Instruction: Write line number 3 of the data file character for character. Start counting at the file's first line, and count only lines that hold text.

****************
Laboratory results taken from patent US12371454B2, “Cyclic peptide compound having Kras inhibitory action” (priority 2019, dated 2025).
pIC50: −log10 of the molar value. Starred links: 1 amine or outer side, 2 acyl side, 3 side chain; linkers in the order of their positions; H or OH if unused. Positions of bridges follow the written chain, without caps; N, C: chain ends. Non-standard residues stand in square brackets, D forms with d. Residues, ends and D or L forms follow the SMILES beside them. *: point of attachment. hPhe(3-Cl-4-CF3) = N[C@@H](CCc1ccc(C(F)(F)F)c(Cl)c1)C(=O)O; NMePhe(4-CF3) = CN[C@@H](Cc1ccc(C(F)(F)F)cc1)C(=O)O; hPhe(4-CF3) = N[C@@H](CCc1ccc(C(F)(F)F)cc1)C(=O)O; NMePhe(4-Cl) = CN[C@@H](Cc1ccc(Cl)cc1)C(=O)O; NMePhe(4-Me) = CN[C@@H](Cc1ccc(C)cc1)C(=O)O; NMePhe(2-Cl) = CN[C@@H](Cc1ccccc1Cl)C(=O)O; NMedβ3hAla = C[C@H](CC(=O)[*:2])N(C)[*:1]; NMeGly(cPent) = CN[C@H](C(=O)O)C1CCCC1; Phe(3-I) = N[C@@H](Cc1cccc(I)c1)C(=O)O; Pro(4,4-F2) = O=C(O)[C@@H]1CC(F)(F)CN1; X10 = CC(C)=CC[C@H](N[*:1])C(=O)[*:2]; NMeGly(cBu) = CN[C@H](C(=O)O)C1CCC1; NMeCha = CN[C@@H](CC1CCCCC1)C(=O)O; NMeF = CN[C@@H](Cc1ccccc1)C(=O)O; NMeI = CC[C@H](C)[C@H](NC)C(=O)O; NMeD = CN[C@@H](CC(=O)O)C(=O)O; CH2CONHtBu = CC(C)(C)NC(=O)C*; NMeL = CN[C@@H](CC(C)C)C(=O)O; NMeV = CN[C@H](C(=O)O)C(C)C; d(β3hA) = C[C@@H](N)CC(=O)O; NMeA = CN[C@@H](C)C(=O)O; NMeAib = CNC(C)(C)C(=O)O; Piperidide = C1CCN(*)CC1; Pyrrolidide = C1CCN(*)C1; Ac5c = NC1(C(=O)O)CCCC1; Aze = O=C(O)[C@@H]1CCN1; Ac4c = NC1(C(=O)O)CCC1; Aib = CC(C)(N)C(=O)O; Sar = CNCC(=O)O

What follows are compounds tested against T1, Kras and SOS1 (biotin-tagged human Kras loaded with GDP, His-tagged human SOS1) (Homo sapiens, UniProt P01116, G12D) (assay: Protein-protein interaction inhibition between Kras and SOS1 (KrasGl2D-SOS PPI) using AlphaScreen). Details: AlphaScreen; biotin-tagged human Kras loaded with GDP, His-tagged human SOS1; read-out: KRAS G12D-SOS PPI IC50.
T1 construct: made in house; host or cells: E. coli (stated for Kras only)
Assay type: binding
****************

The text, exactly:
What follows are compounds tested against T1, Kras and SOS1 (biotin-tagged human Kras loaded with GDP, His-tagged human SOS1) (Homo sapiens, UniProt P01116, G12D) (assay: Protein-protein interaction inhibition between Kras and SOS1 (KrasGl2D-SOS PPI) using AlphaScreen). Details: AlphaScreen; biotin-tagged human Kras loaded with GDP, His-tagged human SOS1; read-out: KRAS G12D-SOS PPI IC50.